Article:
As the COVID-19 pandemic takes a toll on everything that surrounds us, the healthcare industry is no exception. However, one silver lining that can be seen is the acknowledgement of telehealth, which has been here since a while, but the adoption has significantly skyrocketed unlike ever before.
Contrary to a physical doctor’s checkup, telehealth eases the doctor’s checkup process by allowing for the patient and provider to have the appointment over a video or phone call, at the place of their comfort. Although, telehealth is not something entirely new, but the pandemic has made everyone realize how important it is.
According to the chief health officer of a renowned practice:
“It’s a technology and a service that was always there, but now we have a very important reason to learn how to use it. What any healthcare organization has to do is to learn and train its staff on how to conduct [a telemedicine] visit.”
The telemedicine Services providers have experienced a huge surge in demand, mostly due to the elimination of obstacles which were once there, such as the difficulty in reaching a good level of consumer awareness and the acceptance on part of care delivery personnel. Moreover, the change in policies regarding reimbursement and access have also added to the widespread adoption of this technology.
In addition, according to a patient who has used telemedicine twice:
“it’s very easy to use from the comfort of your home, and it makes check-up lesser of a hassle. Although, there are cons too, such as the inability to get a test done, but providers are still offering physical visits for those who must need them”
Here are a couple of ways that show how using the telehealth technology is aiding with the pandemic.
Balancing the supply of physicians smartly
As we all know that the supply of physicians is becoming inadequate everyday, as we continue to fight the virus. According to the CEO of a telehealth company:
“We are going to get to the point where the supply does not meet the demand,”
However, all the areas would not be affected equally, so what can be done is, by leveraging telehealth technology to areas that are facing a physician shortage, the equilibrium can be reached. These telehealth visits can be provided by many mediums ranging from tablets to telehealth carts, making it accessible for everyone, regardless of what hardware equipment one has.
As the major barriers to telehealth are removed, healthcare ventures should always make sure that the providers making use of telehealth are carrying the appropriate license to provide care in the particular state.
Letting quarantined physicians to provide care by utilizing telehealth
With the virus spreading at a rapid pace, the right kind of environment has been created for this medical approach. According to a report:
“As many as 100 health care workers at a single institution have to be quarantined at home because of exposure to COVID-19 have raised concern about workforce capacity. At institutions with [emergency department] tele-intake or direct-to-consumer care, quarantined physicians can cover those services, freeing up other physicians to perform in-person care”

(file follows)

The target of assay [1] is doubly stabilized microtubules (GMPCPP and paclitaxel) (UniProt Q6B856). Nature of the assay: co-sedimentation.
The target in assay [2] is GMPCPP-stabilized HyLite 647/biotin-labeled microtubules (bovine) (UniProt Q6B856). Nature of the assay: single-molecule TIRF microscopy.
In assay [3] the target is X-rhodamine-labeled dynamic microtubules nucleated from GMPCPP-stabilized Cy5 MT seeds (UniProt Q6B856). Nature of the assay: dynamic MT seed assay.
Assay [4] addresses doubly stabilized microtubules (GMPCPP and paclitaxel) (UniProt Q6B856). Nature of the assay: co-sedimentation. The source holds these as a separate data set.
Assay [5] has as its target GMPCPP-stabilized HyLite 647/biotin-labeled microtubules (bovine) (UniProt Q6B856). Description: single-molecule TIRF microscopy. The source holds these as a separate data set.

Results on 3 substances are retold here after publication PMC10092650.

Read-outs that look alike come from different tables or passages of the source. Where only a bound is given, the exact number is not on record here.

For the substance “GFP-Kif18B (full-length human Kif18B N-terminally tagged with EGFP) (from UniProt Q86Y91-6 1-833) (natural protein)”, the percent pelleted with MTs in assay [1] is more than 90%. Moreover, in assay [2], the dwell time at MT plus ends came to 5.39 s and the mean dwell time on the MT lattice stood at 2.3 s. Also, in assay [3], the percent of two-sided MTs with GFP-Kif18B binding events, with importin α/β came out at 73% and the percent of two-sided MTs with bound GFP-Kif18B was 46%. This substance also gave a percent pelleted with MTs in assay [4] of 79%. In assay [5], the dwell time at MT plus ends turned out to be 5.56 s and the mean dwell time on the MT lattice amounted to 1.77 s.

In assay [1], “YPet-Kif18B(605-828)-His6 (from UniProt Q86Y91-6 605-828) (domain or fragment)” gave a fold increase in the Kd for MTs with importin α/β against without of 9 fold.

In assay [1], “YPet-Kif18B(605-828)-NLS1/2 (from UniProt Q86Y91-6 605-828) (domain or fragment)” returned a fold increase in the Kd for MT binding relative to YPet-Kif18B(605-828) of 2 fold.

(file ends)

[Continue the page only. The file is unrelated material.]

Physicians can continue with the provision of care-delivery, by converting the already scheduled office visits into virtual visits. Not only would these visits be convenient, but also these would eliminate the chances of virus exposure for both the physicians and the patients.
Treating High-Risk Non COVID-19 Patients with Virtual Visits
There are many high risk patients, like the elders and seniors who are in dire need of care, but aren’t able to move to a care-delivery point because of their vulnerability to the virus. Virtual visits stand as the only viable option for them, making it easier for them to access care.
According to a physician in New York:
“We tend to forget that the virus actually does discriminate. The effect of this virus on the elder population is much worse than it is on everybody else. We tend to think of telehealth to treat patients that have the virus or who may have the virus. It also should be a strategy to protect at- risk patients from exposure and provide routine care.”
In line with the statement, if we start utilizing telehealth for the diagnosis and treatment of diseases other than the virus, not only would that help in flattening the curve, but also it would be a great aid for so many high-risk people who are in the line for medical attention, and are unable to get it.
Creating lean systems through AI and bots to handle customer load
As patients continue to create a surging demand for telehealth, this unprecedented demand has overburdened the telehealth systems, which were going underutilized since a long time.
This has led to extensive waiting periods due to the online queues, making it harder for the providers to provide adequate care.
The turnaround to this can be the creation of short questionnaires, interactive online waiting areas, chatbots that streamline patient prerequisites, and AI based technologies that make the entire process as seamless as possible.
Patients are going to pay for the virtual visits in the same way as physical visits. For the practices, many telehealth vendors are offering easily understandable guidelines on making use of the telehealth solutions that they are offering.
“From a recent survey we conducted of U.S. patients, we found that 84% are more likely to select a provider that offers telemedicine over one that doesn’t, so it’s clear this technology is something patients want”
This being said, it is the start of a new era, for not just the healthcare ventures, but for everybody. Telehealth has seen its first light, but there is still a long way down the road for it to become a viable option in the future, once we’re all done dealing with the COVID-19 pandemic.